In the market for a new air conditioner or plan to need one soon? It’s not simply a matter of swapping out your old unit for a new one. Air conditioning units continue to advance from a technological standpoint and are designed and engineered to run more efficiently than the unit you’re likely replacing. A key metric you’ll want to consider as you shop for a new AC unit is its SEER rating. In this post, we’ll cover what you need to know about it.
SEER Rating Explained
SEER stands for “Seasonal Energy Efficiency Rating,” and it’s a metric used primarily to gauge the air conditioning and heat pump cooling efficiency in an air conditioner. This is calculated by dividing the cooling output by energy input during a typical cooling season. A good way to think about the SEER rating is the same way you think about other efficiency standards, like miles per gallon on a vehicle. For example, if a car gets up to 40 miles per gallon, that’s its maximum efficiency. If an air conditioner has a SEER rating of 15, that’s also its maximum efficiency.
How to Gauge SEER Rating
When it comes to air conditioner efficiency, the higher the SEER rating, the more efficient the air conditioning unit and the less money you’ll spend to run the unit while in season. Beginning in 2016, the United States Department of Energy began requiring all newly installed AC units to have a minimum SEER rating of 13. This was a big improvement from the energy-sucking units of previous years, many of which only came with a SEER rating in the single digits. As of 2015, the minimum SEER rating was bumped to 14 for people living in states that tend to have the hottest summer weather. Kentucky is among these states.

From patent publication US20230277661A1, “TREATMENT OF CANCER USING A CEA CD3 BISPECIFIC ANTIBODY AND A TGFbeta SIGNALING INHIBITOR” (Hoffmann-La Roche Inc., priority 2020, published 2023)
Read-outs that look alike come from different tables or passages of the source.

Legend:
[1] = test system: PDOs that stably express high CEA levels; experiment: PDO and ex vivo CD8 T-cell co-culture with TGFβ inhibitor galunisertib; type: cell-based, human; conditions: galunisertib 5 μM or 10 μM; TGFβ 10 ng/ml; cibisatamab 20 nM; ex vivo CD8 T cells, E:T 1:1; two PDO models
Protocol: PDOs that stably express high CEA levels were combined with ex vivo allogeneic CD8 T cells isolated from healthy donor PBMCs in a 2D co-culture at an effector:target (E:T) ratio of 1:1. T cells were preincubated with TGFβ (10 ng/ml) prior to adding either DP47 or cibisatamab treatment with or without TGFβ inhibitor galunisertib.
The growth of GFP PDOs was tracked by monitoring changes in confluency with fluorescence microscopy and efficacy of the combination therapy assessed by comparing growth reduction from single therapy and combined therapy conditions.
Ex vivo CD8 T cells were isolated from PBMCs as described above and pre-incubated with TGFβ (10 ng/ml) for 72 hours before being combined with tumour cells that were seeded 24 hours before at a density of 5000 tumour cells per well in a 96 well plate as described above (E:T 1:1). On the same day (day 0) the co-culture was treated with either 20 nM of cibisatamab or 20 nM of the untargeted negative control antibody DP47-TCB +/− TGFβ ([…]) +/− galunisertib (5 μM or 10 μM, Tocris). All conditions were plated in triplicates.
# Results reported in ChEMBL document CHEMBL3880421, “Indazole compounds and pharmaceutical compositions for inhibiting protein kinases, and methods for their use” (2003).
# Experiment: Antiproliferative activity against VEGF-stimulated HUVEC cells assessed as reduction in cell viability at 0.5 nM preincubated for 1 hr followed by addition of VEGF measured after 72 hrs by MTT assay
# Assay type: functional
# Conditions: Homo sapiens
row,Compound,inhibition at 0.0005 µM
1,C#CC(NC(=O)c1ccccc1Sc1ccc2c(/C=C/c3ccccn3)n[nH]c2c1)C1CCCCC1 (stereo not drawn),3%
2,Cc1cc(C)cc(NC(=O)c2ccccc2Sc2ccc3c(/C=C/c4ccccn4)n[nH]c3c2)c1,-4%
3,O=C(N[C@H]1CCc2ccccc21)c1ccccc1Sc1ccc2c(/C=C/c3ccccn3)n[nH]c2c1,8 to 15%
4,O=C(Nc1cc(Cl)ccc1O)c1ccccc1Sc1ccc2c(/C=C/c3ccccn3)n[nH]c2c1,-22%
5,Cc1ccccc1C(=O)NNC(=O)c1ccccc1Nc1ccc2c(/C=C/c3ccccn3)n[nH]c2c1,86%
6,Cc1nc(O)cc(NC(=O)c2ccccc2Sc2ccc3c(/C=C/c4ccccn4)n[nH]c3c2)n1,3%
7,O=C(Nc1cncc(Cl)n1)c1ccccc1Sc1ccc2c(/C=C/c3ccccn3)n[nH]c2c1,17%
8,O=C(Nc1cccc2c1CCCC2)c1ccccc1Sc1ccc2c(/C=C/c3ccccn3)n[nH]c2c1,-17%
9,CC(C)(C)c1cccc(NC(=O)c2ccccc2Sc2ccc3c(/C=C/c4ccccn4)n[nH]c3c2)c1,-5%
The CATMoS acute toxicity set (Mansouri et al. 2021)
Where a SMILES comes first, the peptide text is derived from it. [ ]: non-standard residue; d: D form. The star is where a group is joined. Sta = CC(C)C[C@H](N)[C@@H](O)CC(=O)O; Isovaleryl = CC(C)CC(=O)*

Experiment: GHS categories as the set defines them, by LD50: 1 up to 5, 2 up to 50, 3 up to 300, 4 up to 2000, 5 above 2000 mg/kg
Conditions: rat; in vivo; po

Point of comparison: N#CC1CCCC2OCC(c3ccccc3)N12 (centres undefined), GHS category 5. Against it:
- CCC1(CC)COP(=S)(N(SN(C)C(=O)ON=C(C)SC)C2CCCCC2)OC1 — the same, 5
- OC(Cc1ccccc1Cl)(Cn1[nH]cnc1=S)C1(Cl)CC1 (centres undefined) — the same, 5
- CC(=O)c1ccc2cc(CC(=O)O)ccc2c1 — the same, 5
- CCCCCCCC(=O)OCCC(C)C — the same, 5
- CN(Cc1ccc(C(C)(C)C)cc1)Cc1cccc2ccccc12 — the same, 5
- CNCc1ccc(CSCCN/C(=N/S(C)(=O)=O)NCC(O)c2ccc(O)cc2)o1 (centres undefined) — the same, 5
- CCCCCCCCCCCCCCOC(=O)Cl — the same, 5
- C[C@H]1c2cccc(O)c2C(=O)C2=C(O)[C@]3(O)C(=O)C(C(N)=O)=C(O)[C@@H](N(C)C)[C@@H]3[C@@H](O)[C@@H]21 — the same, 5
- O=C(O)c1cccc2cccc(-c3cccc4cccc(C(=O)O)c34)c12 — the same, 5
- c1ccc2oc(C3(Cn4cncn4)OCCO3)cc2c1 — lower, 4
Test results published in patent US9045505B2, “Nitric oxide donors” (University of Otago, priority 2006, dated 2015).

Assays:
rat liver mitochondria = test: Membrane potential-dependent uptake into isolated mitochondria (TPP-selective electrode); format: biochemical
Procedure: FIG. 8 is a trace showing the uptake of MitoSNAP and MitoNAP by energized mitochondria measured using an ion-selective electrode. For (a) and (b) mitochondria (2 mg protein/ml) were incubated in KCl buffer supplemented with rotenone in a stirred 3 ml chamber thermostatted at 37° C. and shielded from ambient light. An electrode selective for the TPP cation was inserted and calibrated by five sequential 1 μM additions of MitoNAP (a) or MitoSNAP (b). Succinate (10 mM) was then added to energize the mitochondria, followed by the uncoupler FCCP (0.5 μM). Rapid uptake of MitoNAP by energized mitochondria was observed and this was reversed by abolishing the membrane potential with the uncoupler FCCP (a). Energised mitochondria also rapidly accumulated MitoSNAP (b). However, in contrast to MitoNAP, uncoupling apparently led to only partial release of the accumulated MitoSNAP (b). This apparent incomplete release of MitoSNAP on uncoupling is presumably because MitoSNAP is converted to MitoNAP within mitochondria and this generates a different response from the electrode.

Today, the most commonly installed units have an average SEER rating between 15 and 18, though higher efficiency models with SEER ratings into the 20s are also available.
Other SEER Rating Considerations
Higher efficiency tends to come with a higher price tag, and air conditioning units are no exception. In fact, even just selecting an air conditioning unit with a SEER rating that’s slightly higher than a similar model could cost over $1,000 more. Hence, it’s important to understand the SEER rating and your potential savings when you’re shopping for new AC units.
Additionally, estimated SEER rating savings aren’t always iron-clad – there are various other factors that play a role as well. For instance, home location and size should be weighed when it comes to selecting a new AC unit. Another consideration is humidity. If you live in an area with high humidity, a unit with a higher SEER rating can help keep your home more comfortable while saving energy. If you live in an area with mild summers and low humidity, a unit with a lower SEER rating should suffice just fine, and you’ll save upfront costs on the unit itself.
What Type of Air Conditioner Do I Need?
If you’re in the market for a new air conditioner, then chances are the unit you’re going to purchase to replace your old one is going to be much more efficient. Air conditioners can last anywhere from 15 to 20 years, so you may even be replacing an inefficient unit with a SEER rating in the single digits. If you’re serious about sustainability, you can use a SEER rating calculator to estimate the potential savings based on SEER ratings. The official U.S. Department of Energy website also has various resources available to help with your purchasing decision.
Air Comfort of KY can help you determine what type of air conditioning unit would be best for your home. We’ll work to understand your budget and energy efficiency goals to pair you with the right unit that checks all the boxes. Contact us for a consultation today if you’re in the market for a new air conditioner.
Contact Us Today
For more information on SEER rating and to schedule a consultation to select a new air conditioner for your Louisville-area home, contact Air Comfort of KY, Inc. today.